If you had your personal information hacked in 2016– it could have been through Uber– but you wouldn’t have known because the company didn’t notify any of its customers of the breach.
According to a recent settlement agreement, Uber will pay $148 million and will tighten its data security as a result of a class action filed against it for the ride-sharing company failing to notify drivers that hackers had stolen their personal information.
Uber Technologies Inc. reached the agreement with all 50 states and the District of Columbia after a massive data breach in 2016. Instead of reporting it, Uber hid evidence of the theft and paid ransom to ensure the data wouldn’t be misused, The Associated Press reported.
“This is one of the most egregious cases we’ve ever seen in terms of notification; a yearlong delay is just inexcusable,” Illinois Attorney General Lisa Madigan told The Associated Press. “And we’re not going to put up with companies, Uber or any other company, completely ignoring our laws that require notification of data breaches.”
The settlement payout will be divided among the states based on the number of drivers each has. Texas will receive more than $6.4 million, most of which will go to Uber drivers. Each affected driver is expected to receive $100.
Uber, whose GPS-tracked drivers pick up riders who request a ride from their cellphone app, found out in November 2016 that hackers had accessed the roughly 600,000 drivers’ personal data, including their driver’s license information.
The company did not publicly acknowledge the breach until November 2017. It stated that it paid $100,000 in ransom for the stolen information to be destroyed.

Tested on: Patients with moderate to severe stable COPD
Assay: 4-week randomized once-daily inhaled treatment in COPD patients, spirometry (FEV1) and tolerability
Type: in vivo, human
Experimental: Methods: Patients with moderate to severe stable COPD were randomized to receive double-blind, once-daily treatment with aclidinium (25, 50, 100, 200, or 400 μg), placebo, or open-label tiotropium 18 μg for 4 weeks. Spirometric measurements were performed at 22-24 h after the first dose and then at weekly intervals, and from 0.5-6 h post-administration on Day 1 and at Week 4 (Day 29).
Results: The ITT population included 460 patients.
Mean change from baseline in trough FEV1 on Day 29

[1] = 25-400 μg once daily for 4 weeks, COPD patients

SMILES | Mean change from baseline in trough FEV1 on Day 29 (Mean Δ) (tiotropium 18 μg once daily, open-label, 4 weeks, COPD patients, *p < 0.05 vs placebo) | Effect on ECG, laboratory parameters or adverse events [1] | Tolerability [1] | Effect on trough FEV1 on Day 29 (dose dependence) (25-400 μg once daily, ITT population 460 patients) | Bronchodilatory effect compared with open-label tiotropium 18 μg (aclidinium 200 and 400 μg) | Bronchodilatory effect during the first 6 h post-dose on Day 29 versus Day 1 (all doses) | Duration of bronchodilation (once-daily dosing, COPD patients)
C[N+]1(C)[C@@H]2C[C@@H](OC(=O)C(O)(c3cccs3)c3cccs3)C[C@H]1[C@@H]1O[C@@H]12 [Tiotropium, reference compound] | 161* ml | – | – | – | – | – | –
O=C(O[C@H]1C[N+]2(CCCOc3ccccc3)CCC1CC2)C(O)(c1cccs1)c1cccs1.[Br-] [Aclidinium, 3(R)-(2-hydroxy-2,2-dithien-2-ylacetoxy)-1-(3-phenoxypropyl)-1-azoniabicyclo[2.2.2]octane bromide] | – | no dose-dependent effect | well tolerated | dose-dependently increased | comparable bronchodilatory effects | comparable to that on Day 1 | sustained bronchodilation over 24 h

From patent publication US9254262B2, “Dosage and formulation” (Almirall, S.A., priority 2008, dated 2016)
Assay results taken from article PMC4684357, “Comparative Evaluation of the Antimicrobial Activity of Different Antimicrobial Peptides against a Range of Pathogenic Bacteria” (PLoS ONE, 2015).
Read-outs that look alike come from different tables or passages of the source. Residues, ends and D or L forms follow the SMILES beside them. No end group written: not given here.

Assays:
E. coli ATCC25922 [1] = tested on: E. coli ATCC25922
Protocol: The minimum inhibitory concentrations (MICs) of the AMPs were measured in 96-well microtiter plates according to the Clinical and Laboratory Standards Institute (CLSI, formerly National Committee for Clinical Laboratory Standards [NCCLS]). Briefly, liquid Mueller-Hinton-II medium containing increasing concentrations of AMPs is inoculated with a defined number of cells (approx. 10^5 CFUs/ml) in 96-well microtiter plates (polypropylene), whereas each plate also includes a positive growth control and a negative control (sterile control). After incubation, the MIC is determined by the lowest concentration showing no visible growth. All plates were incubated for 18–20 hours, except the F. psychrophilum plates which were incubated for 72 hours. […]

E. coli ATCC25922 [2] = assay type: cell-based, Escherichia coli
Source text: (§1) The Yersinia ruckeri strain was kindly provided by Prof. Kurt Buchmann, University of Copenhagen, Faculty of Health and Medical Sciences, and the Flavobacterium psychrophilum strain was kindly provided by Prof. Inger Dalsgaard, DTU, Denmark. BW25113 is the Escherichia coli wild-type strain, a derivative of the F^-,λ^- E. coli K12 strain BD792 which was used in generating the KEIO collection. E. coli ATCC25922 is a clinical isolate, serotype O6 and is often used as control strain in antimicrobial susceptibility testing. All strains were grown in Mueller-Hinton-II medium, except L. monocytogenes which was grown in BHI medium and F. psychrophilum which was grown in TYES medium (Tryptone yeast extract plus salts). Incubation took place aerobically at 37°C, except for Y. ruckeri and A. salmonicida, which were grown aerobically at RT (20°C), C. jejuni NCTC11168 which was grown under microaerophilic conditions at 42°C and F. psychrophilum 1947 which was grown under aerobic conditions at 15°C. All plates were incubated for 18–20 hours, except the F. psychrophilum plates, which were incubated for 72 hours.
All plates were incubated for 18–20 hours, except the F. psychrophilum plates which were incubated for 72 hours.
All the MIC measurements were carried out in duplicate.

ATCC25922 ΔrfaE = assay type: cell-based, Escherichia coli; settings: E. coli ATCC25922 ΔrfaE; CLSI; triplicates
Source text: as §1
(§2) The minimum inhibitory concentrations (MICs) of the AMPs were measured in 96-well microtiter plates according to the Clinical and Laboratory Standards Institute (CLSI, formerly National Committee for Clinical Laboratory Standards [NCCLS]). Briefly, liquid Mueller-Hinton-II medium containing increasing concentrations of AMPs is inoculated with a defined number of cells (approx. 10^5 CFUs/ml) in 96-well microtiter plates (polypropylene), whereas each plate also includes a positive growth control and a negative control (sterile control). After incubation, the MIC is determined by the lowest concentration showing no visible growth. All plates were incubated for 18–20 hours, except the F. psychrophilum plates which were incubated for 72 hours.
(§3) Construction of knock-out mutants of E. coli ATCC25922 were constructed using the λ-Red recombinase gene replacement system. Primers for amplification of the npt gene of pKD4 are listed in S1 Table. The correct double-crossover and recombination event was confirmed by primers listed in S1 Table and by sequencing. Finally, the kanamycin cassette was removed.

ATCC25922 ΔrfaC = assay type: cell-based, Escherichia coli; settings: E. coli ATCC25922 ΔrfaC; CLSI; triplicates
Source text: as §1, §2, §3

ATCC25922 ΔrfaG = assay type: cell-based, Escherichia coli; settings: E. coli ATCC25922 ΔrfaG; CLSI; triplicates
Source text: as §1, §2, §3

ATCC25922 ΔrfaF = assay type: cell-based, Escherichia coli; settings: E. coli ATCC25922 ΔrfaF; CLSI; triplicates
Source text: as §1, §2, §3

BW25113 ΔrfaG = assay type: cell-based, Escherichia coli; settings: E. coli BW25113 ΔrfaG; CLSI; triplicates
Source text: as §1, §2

The hacker/s also took the names, email addresses and cellphone numbers of 57 million riders around the world.
Tony West, Uber’s chief legal officer, said the company restructured its management and is running its business differently now. He said in a statement, “It embodies the principles by which we are running our business today: transparency, integrity, and accountability. An important component of living up to those principles means taking responsibility for past mistakes, learning from them, and moving forward.”
The settlement requires Uber to comply with state consumer protection laws designed to safeguard personal information and to immediately notify authorities in case of a breach; to establish methods to protect user data stored on third-party platforms and create strong password-protection policies. The company will hire an outside firm to conduct an assessment of Uber’s data security and implement security recommendations.
Uber also hired a former general counsel to the National Security Agency and director of the National Counterterrorism Center as its chief trust and security officer.
Do Uber drivers and passengers now want their data collected by the NSA? Was the breach designed to eventually bring in a former government agent to create “trust and security” for clients? Sounds like Deep State.